"That particular character loves all-women parties," Findley continued, still referring to the merchant. "But some characters might not give any information to an all-women party, because they might have a problem with women. The idea is to make each NPC unique in their world view. A guy might be more likely to give women information or more likely to give men information. This guy specifically, I think he says something inappropriate, and then raises his prices."

It's an admirable attempt at infusing the world with its own internal realism, but also a risky one. What if most of the game's male NPCs speak to women in overtly (or covertly) sexual fashions, whether being jerky or "nice"? What if a majority of characters of a certain gender or preference end up in negative roles or clustered into joke factions? Or - those concerns in mind - what if inXile ends up playing it too safe, creating an implausible wasteland of rainbow sparkles and butterfly kisses? For his part, Findley was confident that his studio has crafted a balanced, believable setting.

"We want to be true to the individual characters, and not try to apply some sort of global morality to all the characters in the world," he said. "We want to allow the characters to be unique and to have their own world view and to be consistent."

But when mechanics are tied closely to character and story, sometimes certain choices can garner preferential treatment despite a developer's best intentions. Think of morality-based games where the "evil" side grants cooler powers. That sort of thing. In these situations, it's not that left hand and right hand have never met. It's that they don't quite see eye-to-eye, and the message they write together comes out muddled and sloppily skewed. Again, however, inXile is doing its best to make sure nothing slips through the cracks.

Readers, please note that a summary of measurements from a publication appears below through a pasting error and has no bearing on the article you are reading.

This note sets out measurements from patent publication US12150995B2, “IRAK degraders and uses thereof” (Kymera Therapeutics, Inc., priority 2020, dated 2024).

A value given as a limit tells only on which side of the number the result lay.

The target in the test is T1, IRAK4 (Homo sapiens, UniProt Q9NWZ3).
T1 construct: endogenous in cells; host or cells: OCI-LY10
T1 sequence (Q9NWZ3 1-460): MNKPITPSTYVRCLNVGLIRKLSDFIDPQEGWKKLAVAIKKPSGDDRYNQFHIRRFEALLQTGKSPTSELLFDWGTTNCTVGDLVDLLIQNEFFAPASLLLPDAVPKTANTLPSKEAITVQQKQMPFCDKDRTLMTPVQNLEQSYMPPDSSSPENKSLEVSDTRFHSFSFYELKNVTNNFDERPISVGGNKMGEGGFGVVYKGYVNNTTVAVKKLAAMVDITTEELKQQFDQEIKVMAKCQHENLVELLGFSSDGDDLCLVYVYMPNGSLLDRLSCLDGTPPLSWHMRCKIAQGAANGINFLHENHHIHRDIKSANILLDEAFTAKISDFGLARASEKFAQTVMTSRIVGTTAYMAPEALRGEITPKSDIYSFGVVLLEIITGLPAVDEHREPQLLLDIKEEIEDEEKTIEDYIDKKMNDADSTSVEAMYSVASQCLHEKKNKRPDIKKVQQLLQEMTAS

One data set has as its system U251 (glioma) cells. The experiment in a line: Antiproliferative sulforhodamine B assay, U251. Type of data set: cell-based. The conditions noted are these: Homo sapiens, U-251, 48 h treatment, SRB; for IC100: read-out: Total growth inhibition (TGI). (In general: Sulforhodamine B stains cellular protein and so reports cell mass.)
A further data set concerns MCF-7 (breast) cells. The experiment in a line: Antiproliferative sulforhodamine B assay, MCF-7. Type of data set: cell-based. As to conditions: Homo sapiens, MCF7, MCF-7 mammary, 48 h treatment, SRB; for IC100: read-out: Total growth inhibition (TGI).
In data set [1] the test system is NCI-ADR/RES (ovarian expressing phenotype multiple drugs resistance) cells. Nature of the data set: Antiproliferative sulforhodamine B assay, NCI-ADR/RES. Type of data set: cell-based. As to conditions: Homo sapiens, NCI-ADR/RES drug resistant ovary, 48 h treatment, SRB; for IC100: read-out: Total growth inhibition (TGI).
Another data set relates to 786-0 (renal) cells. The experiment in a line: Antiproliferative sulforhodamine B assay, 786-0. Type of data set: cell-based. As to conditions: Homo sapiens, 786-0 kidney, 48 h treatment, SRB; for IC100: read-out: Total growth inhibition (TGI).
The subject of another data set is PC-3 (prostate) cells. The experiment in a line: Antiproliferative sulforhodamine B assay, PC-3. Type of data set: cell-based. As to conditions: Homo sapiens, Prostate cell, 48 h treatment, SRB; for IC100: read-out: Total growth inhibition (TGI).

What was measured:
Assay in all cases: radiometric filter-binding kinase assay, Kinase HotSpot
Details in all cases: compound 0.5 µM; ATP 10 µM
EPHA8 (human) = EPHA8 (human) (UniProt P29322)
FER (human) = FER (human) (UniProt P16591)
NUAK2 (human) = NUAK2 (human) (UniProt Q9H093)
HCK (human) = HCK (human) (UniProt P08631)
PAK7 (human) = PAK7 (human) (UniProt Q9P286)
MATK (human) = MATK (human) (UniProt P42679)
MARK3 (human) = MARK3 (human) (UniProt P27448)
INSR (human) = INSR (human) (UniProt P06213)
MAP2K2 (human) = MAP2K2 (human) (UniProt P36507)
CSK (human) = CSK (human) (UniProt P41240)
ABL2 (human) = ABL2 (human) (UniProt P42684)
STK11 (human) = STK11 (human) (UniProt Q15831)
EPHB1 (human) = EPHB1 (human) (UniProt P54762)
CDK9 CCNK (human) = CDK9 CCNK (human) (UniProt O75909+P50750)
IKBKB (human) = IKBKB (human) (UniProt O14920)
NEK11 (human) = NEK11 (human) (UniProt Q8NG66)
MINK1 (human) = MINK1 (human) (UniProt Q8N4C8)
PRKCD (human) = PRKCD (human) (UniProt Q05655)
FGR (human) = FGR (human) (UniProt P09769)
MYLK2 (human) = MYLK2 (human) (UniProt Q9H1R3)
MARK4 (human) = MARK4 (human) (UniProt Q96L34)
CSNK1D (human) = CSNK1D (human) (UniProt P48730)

"Whatever your party makeup, however the world reacts to it, there’s nothing that’s like, 'This is the right one. This gives you an advantage. This other one is the wrong one.' There’s enough diversity in the characters that you deal with that no matter how it’s made up, there will be some advantages and some disadvantages," Findley clarified.

"And then some of the reactivity is just cosmetic. It’s just changing the intro line or the exit line. If you come in with an all-women party, the only thing that might change is, when the conversation is over, he’s like, 'Have a good day, ladies!' As opposed to just, 'Have a good day!' Some of that reactivity just makes it a bit more personal, a bit more unique."

Topics like  preference, prejudice, and discrimination won't grind to a halt at physical characteristics, either. Wasteland's world is quite far removed from our own, so it has its own set of histories, oppositions, and even atrocities. Various factions treat each other with utmost contempt, and those morasses of ugly, burbling hatred will color interactions between many characters, festering like a disease. Findley pointed to the Red Skorpions as an especially hateful group.

But again, it all comes down to individual characters at the end of the day. There are exceptions to every rule, and there are exceptions to those exceptions. For now, it's just good to know that inXile is doing its damndest to carve intimate details where most developers would never even consider looking. Sometimes it's not about the size or scope of your world. Without love for every last element - whether tiny minutiae or huge acknowledgements of the fact that anyone could be playing your game - it's all just a giant waste.